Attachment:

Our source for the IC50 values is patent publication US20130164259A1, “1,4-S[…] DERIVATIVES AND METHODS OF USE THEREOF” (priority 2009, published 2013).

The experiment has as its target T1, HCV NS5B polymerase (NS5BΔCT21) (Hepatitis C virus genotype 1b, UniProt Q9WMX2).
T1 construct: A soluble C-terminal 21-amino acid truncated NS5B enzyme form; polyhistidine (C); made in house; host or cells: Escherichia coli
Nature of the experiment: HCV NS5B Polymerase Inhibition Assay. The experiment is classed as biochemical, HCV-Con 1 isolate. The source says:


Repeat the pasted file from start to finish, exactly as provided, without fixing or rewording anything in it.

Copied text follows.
Our source for the IC50 values is patent publication US20130164259A1, “1,4-S[…] DERIVATIVES AND METHODS OF USE THEREOF” (priority 2009, published 2013).

The experiment has as its target T1, HCV NS5B polymerase (NS5BΔCT21) (Hepatitis C virus genotype 1b, UniProt Q9WMX2).
T1 construct: A soluble C-terminal 21-amino acid truncated NS5B enzyme form; polyhistidine (C); made in house; host or cells: Escherichia coli
Nature of the experiment: HCV NS5B Polymerase Inhibition Assay. The experiment is classed as biochemical, HCV-Con 1 isolate. The source says: